The Financial Year 2020 H-1B Cap: Tips and Strategies for Success

October 9, 2018

Although the H-1B visa is one of the most common types of work visas, it has become increasingly hard to obtain, especially with its restrictive annual cap. It is important that foreign nationals are aware of certain criteria that may affect their H-1B application, including potential problems and strategies.

 

The H-1B visa allows foreign nationals to work in the United States if they have a bachelor’s degree, or equivalent, and have a job offer from a U.S. company to work in a specialty occupation that requires them to have at least a bachelor’s to perform the job duties. Historically, the H-1B visa has played an important role in allowing American companies to hire foreign professionals with advanced skills that are needed to grow and compete in a global economy and has been particularly important for the growth of tech, engineering, and other STEM (science, technology, engineering and math) industries in the United States.

 

The Challenge of the Cap-Subject H-1B

 

Although the H-1B is one of the most common types of work visas, it has become increasingly difficult to obtain because it is subject to a restrictive annual cap, and because U.S. Citizenship and Immigration Services (USCIS) has made obtaining approval more difficult after the cap selection process. The H-1B cap is limited to 65,000 visas, plus an additional 20,000 for applicants with U.S. master’s degrees. This year, the FY 2019 annual cap was reached within five days after the cap filing period opened. More than 190,000 petitions were filed, or more than twice the number of visas available, requiring a random selection (the H-1B lottery) to determine which petitions would be accepted and adjudicated. It then took many months for applicants to be notified that they were selected, because the premium processing service, which allows applicants to pay extra for expedited processing, was suspended. Many applications are still pending and premium processing remains unavailable.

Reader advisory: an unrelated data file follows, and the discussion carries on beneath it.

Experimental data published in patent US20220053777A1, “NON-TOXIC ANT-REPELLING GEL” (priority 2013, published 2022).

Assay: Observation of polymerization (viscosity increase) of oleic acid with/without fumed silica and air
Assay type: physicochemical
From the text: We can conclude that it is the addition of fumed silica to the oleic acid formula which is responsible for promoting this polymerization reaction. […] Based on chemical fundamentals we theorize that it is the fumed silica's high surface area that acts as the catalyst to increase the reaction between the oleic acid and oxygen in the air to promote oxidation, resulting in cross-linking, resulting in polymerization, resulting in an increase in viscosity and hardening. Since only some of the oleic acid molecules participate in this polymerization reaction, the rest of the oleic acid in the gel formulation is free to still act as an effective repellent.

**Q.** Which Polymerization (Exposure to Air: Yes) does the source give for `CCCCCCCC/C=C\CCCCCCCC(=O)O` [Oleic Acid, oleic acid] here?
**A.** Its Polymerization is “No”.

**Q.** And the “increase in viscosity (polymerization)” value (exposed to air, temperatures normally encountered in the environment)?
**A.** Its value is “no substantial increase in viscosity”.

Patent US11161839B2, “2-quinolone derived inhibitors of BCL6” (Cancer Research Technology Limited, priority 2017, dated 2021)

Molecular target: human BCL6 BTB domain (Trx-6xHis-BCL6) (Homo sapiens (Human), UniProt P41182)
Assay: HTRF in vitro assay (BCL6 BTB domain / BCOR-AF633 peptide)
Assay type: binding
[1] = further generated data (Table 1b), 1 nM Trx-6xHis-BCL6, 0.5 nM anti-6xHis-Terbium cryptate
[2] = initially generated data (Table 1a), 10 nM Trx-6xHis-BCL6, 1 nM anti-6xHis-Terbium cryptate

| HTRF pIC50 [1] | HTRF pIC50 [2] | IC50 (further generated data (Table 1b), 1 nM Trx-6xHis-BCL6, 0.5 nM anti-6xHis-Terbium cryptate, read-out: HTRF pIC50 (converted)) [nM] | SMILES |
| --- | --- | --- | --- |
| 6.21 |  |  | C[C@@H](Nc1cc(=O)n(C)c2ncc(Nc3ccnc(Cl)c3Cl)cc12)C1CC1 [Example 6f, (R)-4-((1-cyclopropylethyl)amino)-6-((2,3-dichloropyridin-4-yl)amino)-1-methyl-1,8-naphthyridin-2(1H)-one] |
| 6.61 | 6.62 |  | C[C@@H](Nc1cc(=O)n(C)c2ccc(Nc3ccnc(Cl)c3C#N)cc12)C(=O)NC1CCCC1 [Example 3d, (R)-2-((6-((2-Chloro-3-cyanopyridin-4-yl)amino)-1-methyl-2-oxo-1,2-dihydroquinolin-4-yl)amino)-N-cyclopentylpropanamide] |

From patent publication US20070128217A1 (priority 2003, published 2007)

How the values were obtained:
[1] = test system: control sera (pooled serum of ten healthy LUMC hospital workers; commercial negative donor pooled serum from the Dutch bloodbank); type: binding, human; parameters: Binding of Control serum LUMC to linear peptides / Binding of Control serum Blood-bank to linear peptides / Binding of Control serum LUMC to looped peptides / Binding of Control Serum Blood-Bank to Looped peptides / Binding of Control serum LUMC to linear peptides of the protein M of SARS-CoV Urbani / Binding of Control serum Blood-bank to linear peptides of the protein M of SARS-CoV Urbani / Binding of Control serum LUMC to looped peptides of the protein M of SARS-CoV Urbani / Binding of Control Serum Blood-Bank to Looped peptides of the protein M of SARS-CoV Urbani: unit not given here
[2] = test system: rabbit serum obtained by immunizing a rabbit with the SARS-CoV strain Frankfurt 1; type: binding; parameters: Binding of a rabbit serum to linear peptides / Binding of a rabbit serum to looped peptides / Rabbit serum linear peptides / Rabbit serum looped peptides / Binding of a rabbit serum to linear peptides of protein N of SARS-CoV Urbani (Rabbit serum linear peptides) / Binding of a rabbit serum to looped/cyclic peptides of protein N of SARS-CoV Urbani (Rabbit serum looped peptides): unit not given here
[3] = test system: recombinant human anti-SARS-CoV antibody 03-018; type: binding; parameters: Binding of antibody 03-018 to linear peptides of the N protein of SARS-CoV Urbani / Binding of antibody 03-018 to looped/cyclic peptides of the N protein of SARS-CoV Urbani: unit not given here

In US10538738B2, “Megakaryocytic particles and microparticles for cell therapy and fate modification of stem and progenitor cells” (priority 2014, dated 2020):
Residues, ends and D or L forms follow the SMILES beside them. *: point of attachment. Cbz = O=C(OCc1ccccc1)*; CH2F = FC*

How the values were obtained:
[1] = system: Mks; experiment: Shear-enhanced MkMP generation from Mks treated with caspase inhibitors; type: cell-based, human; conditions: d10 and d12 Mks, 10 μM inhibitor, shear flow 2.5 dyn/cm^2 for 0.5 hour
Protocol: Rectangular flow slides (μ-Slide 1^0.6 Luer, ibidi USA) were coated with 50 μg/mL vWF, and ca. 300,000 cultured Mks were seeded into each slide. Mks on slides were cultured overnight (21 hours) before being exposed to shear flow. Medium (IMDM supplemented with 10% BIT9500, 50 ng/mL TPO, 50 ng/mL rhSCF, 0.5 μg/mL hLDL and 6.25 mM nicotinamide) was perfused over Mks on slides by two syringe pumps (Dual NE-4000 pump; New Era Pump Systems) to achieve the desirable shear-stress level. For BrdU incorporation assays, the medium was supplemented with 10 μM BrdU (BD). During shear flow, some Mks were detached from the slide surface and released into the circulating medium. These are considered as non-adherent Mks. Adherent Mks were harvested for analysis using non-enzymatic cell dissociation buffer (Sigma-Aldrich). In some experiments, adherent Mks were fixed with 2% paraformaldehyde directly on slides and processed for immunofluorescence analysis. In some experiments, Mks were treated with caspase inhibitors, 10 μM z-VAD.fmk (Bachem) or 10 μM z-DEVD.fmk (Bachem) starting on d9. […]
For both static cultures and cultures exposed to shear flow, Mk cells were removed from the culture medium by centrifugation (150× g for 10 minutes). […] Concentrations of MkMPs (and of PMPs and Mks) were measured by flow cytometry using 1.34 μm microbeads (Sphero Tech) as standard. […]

This coming year we anticipate that the FY 2020 cap will be exceeded again, and that USCIS will continue to make the adjudication process difficult. In April 2017 President Trump signed the Buy American and Hire American Executive Order that requires the federal government to come up with ways to ensure that U.S. workers are prioritized over foreign national employees. Last year (FY 2018) this meant that H-1B petitions using lower wage levels were targeted for extra scrutiny. This year (FY 2019) USCIS has been focusing less on low wages and more on the complexity of the job duties, the bachelor’s degree requirement, and the availability of professional-level work, among other issues. This means that applications must be prepared with attention to an ever-widening range of issues as USCIS focuses on new areas of scrutiny.